In addition to intracellular organelles, eukaryotic cells contain extracellular organelles which are released, or shed, into the microenvironment. In practice, most human studies have examined mixed populations containing both exosomes and shedding microvesicles (also called ectosomes or microparticles); only a few studies have rigorously distinguished between the two. Accordingly, in this review, exosomes and shedding microvesicles are collectively called microvesicles. The first aim of this review was to discuss the role of microvesicles in cell-to-cell communication in general and in specific interactions between cells in chronic inflammation associated with atherosclerotic disease.
Hereby, the authors focused on cell-specific microvesicles derived from platelets, endothelial cells and monocyte and monocyte-derived cells. The latter were also found to be associated with inflammation in obesity and type 2 diabetes prior to atherosclerotic disease, and cancer. Their second aim was to discuss specific changes in microvesicle content in relation with inflammation associated with metabolic and atherosclerotic disease, and cancer. Because many studies supported the putative diagnostic value of microRNAs, they emphasized therein changes in microRNA content rather than protein or lipid content. These data warrant further investigation of the potential of microvesicles as putative biomarkers and as novel carriers for the cell-specific transfer of microRNAs and other therapeutic agents.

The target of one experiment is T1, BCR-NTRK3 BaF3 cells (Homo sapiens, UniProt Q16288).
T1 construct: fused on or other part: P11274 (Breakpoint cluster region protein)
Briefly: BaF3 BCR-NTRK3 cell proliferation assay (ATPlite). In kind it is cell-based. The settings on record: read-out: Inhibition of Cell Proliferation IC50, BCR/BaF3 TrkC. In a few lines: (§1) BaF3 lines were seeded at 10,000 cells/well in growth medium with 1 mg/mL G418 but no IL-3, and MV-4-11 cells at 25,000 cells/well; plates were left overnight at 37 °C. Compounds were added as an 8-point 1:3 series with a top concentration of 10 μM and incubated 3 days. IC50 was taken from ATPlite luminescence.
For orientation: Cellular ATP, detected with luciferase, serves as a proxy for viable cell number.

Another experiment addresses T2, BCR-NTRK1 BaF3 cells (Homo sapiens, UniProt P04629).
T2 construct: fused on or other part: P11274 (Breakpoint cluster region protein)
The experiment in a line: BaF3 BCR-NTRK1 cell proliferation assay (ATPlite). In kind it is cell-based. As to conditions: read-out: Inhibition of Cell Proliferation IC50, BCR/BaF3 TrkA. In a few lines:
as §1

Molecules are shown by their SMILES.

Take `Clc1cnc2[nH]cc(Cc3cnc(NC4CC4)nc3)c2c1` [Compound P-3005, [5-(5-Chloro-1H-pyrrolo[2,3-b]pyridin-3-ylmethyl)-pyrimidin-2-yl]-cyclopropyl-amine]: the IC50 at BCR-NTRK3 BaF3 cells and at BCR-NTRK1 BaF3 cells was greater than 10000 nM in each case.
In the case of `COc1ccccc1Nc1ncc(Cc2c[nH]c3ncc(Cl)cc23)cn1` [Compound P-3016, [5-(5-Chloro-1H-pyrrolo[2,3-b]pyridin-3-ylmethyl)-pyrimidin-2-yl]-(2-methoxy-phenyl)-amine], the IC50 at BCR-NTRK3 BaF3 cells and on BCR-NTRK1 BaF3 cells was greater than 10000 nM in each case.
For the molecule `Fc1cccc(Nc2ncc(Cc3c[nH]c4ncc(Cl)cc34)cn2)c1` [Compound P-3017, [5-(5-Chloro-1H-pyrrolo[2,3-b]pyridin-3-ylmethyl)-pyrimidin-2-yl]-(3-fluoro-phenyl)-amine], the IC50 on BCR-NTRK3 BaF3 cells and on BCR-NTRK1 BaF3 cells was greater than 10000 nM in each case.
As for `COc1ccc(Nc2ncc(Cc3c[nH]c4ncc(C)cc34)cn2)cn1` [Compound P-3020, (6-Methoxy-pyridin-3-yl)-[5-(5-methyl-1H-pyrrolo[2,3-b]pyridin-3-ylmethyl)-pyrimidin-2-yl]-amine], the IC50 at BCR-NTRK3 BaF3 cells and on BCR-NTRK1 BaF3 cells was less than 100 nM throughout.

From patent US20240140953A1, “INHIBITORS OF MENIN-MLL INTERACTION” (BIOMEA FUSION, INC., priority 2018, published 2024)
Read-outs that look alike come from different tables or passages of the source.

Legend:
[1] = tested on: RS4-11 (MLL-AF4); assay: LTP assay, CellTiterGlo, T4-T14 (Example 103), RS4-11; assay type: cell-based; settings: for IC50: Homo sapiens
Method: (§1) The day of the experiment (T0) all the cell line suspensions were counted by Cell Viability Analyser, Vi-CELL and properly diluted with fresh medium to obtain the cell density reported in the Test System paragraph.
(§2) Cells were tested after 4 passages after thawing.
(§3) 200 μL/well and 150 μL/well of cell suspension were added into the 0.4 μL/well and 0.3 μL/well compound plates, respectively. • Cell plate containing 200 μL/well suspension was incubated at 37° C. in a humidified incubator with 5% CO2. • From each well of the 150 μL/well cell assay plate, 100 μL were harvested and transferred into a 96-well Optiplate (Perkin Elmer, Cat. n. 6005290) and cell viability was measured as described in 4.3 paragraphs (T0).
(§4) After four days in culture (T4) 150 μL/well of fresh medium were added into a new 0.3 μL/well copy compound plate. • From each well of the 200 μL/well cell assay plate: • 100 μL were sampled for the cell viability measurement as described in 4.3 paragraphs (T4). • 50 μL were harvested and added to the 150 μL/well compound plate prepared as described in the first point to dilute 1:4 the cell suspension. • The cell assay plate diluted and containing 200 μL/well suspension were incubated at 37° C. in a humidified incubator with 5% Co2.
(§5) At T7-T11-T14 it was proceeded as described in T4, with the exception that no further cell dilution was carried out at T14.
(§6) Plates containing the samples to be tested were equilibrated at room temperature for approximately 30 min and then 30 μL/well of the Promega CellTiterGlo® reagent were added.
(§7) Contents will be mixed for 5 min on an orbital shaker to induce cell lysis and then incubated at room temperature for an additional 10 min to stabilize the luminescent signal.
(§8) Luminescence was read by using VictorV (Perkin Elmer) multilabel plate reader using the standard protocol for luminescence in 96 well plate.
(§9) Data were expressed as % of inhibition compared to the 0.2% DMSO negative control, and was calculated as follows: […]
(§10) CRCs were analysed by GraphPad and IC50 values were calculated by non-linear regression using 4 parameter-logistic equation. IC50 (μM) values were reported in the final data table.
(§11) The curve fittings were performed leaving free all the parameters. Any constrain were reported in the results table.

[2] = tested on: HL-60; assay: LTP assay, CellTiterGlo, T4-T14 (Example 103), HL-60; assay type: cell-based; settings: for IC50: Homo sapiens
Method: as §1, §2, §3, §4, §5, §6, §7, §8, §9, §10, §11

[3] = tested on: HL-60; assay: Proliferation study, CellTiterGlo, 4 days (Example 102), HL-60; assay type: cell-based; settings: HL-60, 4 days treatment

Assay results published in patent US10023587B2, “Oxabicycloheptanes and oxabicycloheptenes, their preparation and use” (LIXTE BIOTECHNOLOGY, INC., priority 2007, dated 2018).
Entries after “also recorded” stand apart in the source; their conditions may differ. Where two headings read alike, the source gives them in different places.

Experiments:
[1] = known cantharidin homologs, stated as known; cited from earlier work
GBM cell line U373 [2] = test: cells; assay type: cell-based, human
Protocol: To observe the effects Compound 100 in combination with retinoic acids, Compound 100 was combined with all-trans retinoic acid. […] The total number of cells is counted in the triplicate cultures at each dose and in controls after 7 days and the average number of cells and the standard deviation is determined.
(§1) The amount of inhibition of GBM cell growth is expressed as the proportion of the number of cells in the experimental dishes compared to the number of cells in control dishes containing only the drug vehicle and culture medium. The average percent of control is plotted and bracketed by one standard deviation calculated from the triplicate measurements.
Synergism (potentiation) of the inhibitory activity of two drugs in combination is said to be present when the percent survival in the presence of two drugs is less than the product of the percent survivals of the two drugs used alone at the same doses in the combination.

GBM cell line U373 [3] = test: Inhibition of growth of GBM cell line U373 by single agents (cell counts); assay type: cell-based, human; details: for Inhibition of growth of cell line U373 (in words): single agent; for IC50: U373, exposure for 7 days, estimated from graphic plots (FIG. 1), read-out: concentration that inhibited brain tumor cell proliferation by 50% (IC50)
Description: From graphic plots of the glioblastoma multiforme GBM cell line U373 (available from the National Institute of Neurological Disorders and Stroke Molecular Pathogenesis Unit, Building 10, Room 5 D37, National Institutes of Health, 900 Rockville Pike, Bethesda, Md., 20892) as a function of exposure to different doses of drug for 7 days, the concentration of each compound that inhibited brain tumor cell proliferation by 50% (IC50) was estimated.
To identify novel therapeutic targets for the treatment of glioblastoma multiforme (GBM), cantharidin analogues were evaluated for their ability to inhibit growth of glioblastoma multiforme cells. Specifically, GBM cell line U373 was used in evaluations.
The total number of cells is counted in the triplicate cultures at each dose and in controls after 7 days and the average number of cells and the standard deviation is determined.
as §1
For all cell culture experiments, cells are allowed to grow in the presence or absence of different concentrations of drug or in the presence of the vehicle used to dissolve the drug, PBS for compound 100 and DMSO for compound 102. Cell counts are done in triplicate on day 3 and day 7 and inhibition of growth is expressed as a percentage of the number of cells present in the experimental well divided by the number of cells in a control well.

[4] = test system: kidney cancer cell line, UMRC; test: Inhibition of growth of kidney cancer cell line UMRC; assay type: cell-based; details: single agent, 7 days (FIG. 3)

- Hulsmans M, Holvoet P. (2013) MicroRNA-containing microvesicles regulating inflammation in association with atherosclerotic disease. Cardiovasc Res [Epub ahead of print]. [abstract]